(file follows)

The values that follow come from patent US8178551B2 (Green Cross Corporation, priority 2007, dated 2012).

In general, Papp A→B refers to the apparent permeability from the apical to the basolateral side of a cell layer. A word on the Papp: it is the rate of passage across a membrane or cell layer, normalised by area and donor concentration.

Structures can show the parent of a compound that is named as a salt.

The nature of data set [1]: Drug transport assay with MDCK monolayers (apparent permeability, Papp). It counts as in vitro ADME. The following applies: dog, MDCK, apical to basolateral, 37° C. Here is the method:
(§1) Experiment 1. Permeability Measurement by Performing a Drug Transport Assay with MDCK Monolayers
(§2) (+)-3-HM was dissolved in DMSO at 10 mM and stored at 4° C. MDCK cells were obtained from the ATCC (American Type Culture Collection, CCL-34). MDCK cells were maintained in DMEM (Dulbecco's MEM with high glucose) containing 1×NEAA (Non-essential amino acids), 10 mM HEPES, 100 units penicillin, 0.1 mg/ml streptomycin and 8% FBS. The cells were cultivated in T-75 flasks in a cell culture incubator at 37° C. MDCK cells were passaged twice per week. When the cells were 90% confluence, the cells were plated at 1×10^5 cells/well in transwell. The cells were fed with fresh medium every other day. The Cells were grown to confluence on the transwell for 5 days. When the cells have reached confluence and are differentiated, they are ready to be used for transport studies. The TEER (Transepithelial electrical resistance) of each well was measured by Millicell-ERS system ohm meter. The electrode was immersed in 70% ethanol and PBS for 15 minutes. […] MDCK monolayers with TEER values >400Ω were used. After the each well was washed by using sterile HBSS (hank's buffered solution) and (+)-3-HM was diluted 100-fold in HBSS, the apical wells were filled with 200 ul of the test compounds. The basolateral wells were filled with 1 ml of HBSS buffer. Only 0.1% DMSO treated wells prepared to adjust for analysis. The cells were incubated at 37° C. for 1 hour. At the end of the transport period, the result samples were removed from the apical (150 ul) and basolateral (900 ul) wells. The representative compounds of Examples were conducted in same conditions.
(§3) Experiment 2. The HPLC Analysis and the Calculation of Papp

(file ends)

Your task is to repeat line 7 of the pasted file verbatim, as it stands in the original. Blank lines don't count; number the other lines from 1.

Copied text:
(§3) Experiment 2. The HPLC Analysis and the Calculation of Papp